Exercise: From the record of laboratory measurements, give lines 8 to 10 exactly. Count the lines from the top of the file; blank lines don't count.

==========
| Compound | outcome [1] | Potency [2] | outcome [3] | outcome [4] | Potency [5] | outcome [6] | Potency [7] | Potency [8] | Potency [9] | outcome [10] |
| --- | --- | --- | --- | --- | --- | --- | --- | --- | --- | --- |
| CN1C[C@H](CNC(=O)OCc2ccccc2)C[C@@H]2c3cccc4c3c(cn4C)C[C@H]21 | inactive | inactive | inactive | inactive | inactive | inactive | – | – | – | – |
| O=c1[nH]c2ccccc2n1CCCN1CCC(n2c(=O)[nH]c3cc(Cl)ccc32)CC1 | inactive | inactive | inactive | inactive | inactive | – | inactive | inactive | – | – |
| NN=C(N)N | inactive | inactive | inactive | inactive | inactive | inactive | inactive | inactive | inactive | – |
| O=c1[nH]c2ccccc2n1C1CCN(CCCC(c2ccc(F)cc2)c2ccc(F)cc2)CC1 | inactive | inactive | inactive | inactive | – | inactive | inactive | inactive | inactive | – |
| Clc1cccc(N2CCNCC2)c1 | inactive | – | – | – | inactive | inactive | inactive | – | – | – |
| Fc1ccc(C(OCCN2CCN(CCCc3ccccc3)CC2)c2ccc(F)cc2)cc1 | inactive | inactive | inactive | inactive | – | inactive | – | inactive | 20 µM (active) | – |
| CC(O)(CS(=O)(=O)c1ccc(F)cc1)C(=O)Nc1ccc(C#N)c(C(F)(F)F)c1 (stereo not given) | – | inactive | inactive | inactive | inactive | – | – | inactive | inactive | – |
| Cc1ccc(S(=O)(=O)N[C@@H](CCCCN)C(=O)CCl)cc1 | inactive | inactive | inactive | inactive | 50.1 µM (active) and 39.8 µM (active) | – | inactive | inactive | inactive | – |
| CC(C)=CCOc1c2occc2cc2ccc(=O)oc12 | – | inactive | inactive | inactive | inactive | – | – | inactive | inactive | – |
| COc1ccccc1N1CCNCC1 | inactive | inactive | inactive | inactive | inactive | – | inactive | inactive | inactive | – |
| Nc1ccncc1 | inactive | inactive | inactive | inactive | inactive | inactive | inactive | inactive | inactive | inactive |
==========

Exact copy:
| Fc1ccc(C(OCCN2CCN(CCCc3ccccc3)CC2)c2ccc(F)cc2)cc1 | inactive | inactive | inactive | inactive | – | inactive | – | inactive | 20 µM (active) | – |
| CC(O)(CS(=O)(=O)c1ccc(F)cc1)C(=O)Nc1ccc(C#N)c(C(F)(F)F)c1 (stereo not given) | – | inactive | inactive | inactive | inactive | – | – | inactive | inactive | – |
| Cc1ccc(S(=O)(=O)N[C@@H](CCCCN)C(=O)CCl)cc1 | inactive | inactive | inactive | inactive | 50.1 µM (active) and 39.8 µM (active) | – | inactive | inactive | inactive | – |